We've even had taxi drivers that will happily recite the work of a famous poet, just because we happened to pass a monument dedicated to a writer of historical note. We've had singers, wine connoisseurs, complainers of the country (who have lived elsewhere in Europe and seem to be unhappy with their current living arrangements), jokers, and desperate singles trying to pick up one of their passengers (not me, my mother... LOL).

Today, in Cordoba, we had a lovely taxi driver who was pleased to give us a tour of Cordoba, with explanations of its history and all. Sure, it took longer to get back to our hotel, but since we're only in Cordoba for two whole days, we won't be able to see everything there is to see, and were glad to at least be driven past the sights we won't be able to enjoy before we leave for Málaga.

We got to Cordoba from Seville at 9am this morning. We stopped at a tourist information booth at the train station to get a map so we could find our way around. Before we knew it, we had signed up to see a show of Andalusian horses at the former royal stables in the heart of Cordoba. Such beautiful horses, and so smart, following all the instructions delivered by their trainers en cue. I filmed parts of the show - perhaps I will add them to my YouTube account when I return to Australia.

This is my second time in Cordoba, and I am still greatly impressed and overwhelmed by the age of the buildings and monuments here. Part of the city still preserves a wall, constructed by the Romans when they were here. Of course, there's the mezquita (mosque) that Cordoba is renowned for... I'm sure everyone has seen its red and white arches at some point or another. This building dates back to the 720AD, from memory. I will find out for sure tomorrow, when I visit it for the second time in my life.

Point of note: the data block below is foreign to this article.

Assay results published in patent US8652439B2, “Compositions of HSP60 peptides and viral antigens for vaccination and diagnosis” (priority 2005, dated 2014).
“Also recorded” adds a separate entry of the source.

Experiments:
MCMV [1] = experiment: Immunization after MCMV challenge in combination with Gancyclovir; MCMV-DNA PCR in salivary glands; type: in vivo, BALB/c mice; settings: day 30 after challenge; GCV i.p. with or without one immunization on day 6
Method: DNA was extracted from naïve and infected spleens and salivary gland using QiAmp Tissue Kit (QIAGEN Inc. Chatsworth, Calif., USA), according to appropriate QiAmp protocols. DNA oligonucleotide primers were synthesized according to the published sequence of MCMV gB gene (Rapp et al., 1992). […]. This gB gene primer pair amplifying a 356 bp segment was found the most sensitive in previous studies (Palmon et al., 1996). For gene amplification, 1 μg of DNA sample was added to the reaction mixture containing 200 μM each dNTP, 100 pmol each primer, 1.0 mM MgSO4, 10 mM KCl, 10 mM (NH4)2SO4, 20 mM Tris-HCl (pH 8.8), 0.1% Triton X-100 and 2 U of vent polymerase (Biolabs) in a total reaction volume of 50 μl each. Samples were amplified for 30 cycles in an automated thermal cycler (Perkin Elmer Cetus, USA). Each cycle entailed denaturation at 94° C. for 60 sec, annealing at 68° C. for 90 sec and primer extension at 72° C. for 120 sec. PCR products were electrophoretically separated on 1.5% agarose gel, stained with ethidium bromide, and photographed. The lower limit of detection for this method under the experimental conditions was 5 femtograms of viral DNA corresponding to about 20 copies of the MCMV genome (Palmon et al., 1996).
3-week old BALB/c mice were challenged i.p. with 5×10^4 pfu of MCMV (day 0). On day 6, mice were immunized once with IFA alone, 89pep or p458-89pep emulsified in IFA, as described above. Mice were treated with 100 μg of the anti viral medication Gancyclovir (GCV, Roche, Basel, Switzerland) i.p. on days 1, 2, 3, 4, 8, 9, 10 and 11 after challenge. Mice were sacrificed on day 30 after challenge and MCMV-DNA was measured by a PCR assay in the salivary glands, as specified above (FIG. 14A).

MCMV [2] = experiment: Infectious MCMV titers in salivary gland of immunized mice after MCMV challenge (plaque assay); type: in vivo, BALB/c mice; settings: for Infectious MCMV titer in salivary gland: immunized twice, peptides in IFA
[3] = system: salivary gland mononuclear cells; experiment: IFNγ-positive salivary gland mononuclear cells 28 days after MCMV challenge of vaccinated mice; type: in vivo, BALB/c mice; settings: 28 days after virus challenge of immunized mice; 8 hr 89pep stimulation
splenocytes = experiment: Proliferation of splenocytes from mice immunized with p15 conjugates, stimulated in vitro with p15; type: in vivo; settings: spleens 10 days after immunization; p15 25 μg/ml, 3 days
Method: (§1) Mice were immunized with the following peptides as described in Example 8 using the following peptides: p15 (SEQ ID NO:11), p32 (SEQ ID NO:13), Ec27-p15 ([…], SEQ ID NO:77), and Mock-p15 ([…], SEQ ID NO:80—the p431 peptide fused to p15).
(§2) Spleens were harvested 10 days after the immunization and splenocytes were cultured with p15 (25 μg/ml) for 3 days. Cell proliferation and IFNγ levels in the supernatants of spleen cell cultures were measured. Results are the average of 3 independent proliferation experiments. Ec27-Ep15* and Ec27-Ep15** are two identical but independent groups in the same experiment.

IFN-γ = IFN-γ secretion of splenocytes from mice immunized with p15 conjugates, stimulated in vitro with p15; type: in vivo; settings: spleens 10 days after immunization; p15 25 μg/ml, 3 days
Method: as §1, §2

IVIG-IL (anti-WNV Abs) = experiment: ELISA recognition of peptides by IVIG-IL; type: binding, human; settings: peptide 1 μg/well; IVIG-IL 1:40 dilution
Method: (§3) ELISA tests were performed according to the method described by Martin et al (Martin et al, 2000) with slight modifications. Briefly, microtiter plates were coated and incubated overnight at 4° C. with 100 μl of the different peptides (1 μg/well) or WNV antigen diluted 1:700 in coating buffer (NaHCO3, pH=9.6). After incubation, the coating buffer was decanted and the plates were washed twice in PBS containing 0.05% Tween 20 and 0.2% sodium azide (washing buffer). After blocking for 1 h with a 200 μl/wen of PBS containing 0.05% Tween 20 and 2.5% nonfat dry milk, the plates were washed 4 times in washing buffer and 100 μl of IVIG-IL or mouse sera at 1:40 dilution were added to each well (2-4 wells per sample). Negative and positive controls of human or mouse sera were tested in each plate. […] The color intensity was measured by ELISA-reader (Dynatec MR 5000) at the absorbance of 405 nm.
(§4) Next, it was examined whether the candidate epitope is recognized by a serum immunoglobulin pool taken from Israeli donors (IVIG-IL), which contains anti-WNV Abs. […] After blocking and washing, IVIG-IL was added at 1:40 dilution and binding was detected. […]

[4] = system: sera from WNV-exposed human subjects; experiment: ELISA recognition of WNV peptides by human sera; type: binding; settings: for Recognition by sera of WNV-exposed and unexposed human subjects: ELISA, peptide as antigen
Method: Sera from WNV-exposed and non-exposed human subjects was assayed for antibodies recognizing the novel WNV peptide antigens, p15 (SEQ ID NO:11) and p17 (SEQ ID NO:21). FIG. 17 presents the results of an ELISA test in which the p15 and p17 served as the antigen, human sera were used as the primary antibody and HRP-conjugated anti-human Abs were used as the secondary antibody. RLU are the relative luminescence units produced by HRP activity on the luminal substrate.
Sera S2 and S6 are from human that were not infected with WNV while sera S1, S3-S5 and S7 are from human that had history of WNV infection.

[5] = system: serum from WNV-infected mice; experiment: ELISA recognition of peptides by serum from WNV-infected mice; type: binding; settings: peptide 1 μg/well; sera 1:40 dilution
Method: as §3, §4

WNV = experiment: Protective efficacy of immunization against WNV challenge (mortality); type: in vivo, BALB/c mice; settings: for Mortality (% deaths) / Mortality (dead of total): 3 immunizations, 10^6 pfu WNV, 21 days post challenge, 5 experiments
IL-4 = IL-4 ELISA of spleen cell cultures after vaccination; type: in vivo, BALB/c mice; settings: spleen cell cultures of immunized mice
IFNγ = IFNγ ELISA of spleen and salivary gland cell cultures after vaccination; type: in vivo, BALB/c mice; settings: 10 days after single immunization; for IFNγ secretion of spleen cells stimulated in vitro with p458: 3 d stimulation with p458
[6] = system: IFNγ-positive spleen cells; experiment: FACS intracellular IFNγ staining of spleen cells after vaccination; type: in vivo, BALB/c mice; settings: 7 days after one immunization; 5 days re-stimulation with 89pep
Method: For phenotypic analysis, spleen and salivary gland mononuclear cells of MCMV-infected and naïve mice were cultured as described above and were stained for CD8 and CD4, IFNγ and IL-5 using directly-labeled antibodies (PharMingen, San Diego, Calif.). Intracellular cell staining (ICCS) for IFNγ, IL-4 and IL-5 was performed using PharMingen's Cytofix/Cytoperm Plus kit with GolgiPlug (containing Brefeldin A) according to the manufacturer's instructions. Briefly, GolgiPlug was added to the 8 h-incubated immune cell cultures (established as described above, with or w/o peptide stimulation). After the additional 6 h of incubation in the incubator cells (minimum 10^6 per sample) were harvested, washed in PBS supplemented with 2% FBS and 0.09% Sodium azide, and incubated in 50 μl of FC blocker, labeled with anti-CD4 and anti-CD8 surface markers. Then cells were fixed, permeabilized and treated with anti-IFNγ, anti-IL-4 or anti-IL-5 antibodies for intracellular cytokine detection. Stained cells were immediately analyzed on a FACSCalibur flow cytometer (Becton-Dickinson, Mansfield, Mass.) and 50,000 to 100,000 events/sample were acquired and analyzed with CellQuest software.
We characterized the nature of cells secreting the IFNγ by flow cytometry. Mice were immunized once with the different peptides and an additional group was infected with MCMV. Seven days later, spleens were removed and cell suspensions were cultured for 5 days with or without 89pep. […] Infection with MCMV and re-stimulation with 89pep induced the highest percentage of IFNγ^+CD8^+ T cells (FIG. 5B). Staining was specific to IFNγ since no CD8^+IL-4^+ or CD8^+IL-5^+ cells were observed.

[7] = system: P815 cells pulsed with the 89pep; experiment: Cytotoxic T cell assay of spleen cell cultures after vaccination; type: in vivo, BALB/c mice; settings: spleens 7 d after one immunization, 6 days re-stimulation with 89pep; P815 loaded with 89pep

I've said it before, and I'll say it again. Cordoba is one of the places in Spain that I would happily reside in if I ever got the chance to. There's something very relaxing about this city, it seems to have a very easy-going way of life.

Well, tomorrow is another day, and a big one too, I suspect. So much to see and do here, and so little time. Not to worry, I'll keep you posted - internet access is free in our hotel. Yay!

Hasta luego, mis amigos!


Friday, March 18, 2011

flamenco and... more questions....

Yes, last night was the visit to Tabloa de Arenal, a place to dine and watch flamenco. Amazing, entertaining, exciting, passionate... I could not take my eyes of the performers, which consisted of singers, guitarists and, of course, dancers. The footwork of the dancers is stupefying - I always have trouble understanding how the human brain can get the feet to move that fast, and with such precision.

Even though I thoroughly enjoy watching a good flamenco performance, I am always a little sad by the end of the night. I wish I had studied the art of flamenco myself. The music inspires me, the expressions on the faces of the dancers, the dramatic gestures and emphatic movements which proclaim proudly that life is something to be savoured and lived to the fullest. Unfortunately, when I was young, I was not allowed to take up flamenco classes - something which always leaves me with a feeling of regret and longing for a pursuit that could have been. Of course, now, it would be physically impossible for me to start any kind of classes - my motorcycle accident took care of that. So, I watch, and pretend that I am up there dancing with them, feeling the heat and the passion as well.